Argentina, Chile, Paraguay and Uruguay are to submit a joint bid to host the 2030 World Cup, Chile's President Sebastian Piñera announced on Thursday. Argentina, Paraguay and Uruguay had already submitted a joint bid to host the centenary edition of football's most prestigious tournament, but Piñera said on Twitter that those countries' presidents had agreed to Chile's participation in the joint candidacy.
Argentina and Uruguay originally announced their intention to submit a joint bid in 2017 before Paraguay joined the coalition later that year.
Piñera said he had been touting his idea to the presidents of Argentina, Paraguay and Uruguay for several months.
Uruguay hosted and won the inaugural World Cup in 1930, Chile was the venue in 1962 and Argentina emulated its neighbor's achievement by lifting the trophy on home soil in 1978.
Mauricio Macri of Argentina, Uruguay's Tabare Vazquez and Paraguayan Mario Abdo Benitez are all passionate about football having all been president of a club in their countries.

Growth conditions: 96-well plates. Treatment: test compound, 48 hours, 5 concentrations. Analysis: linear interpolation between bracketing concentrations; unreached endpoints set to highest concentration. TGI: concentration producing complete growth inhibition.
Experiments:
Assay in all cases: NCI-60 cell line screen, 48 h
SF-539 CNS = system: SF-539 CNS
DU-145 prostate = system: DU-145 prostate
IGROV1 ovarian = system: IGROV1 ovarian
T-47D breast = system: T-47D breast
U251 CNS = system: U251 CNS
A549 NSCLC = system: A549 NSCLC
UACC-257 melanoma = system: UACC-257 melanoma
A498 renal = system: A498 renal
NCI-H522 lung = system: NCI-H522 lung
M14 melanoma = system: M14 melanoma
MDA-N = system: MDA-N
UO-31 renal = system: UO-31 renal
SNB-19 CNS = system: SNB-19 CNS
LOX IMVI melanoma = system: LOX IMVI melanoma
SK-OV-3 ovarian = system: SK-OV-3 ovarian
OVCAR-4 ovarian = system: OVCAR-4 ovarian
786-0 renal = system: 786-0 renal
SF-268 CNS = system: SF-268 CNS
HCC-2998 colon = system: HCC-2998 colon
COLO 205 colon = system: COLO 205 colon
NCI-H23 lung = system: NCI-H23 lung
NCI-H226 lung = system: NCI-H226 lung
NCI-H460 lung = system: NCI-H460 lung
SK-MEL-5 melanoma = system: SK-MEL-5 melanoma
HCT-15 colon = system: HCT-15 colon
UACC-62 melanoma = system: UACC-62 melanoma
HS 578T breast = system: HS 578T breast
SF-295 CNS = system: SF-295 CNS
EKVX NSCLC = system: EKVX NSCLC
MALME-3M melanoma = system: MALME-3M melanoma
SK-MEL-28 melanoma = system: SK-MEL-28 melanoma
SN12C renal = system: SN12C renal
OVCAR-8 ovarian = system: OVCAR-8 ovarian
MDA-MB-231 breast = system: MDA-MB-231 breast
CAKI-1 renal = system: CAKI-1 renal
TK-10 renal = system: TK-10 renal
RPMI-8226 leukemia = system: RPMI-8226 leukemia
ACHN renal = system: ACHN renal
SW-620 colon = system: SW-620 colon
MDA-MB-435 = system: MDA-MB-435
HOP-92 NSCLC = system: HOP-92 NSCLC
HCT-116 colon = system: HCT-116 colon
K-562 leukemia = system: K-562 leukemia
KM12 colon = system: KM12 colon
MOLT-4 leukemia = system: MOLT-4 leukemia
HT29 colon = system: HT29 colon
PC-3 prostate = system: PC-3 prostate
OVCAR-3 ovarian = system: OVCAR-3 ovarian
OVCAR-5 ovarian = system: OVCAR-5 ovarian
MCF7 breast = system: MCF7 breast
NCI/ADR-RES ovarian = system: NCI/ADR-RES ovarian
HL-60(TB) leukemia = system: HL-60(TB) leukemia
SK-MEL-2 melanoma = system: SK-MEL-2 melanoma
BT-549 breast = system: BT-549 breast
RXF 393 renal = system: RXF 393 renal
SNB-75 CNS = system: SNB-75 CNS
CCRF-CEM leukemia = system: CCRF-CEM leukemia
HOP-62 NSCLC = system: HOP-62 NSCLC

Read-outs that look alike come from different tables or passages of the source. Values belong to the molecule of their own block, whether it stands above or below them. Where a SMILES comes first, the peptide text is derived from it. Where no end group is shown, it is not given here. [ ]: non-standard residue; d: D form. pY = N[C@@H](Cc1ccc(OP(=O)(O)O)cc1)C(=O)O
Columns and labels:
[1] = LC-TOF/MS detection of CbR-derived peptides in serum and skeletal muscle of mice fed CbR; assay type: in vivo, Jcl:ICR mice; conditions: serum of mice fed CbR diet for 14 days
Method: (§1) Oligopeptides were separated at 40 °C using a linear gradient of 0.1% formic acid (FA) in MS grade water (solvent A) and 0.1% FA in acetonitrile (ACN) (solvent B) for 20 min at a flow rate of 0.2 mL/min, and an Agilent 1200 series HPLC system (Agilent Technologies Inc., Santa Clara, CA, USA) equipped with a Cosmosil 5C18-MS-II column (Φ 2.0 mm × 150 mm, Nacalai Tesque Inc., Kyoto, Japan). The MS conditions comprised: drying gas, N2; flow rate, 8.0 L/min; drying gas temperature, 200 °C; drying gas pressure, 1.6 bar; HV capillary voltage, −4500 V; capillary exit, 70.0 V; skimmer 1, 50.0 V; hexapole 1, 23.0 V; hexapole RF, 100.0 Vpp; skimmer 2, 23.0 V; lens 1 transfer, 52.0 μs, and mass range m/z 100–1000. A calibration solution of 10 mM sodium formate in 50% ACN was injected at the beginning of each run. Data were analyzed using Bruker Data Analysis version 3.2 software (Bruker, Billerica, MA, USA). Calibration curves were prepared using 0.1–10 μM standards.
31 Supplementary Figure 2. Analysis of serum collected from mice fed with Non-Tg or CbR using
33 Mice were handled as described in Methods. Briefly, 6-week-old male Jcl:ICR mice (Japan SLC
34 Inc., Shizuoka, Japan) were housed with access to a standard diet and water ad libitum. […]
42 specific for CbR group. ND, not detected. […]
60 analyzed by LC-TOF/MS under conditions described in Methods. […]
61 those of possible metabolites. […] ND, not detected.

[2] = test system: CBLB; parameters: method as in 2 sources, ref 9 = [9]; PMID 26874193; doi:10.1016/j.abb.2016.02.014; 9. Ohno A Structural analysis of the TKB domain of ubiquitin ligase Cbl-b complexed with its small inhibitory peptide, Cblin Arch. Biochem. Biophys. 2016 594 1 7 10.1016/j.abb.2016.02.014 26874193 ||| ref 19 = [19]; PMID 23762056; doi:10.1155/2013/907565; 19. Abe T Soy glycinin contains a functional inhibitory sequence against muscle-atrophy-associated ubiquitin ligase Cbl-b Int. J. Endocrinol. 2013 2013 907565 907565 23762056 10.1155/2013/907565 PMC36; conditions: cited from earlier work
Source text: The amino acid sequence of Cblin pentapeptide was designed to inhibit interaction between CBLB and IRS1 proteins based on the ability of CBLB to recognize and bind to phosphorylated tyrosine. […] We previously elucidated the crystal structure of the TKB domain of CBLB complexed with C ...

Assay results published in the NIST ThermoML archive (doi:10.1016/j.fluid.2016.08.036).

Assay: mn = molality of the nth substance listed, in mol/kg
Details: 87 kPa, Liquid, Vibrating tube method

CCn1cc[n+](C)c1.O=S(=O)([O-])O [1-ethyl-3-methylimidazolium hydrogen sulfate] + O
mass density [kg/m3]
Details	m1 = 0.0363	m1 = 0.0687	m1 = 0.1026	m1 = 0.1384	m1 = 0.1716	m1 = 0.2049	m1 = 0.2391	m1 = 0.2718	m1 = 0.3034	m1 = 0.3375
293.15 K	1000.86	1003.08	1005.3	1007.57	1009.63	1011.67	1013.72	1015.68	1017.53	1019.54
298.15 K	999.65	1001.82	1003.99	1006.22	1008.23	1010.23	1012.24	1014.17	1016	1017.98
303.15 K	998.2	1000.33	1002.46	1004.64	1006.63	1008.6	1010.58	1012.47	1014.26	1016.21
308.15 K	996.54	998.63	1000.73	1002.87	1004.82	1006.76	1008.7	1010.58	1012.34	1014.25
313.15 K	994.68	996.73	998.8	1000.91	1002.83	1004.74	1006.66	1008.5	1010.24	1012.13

Piñera is a billionaire businessman who started out as a teacher and has no previous connection to football.
The South American bid faces competition from Morocco and potentially several other joint bids, including one from Britain and Ireland and another by an eastern European confederation of Greece, Serbia, Bulgaria and Romania.
Spain's Prime Minister Pedro Sanchez has even mooted a joint bid with Morocco, which has failed five times in bidding to host the World Cup, and Portugal.
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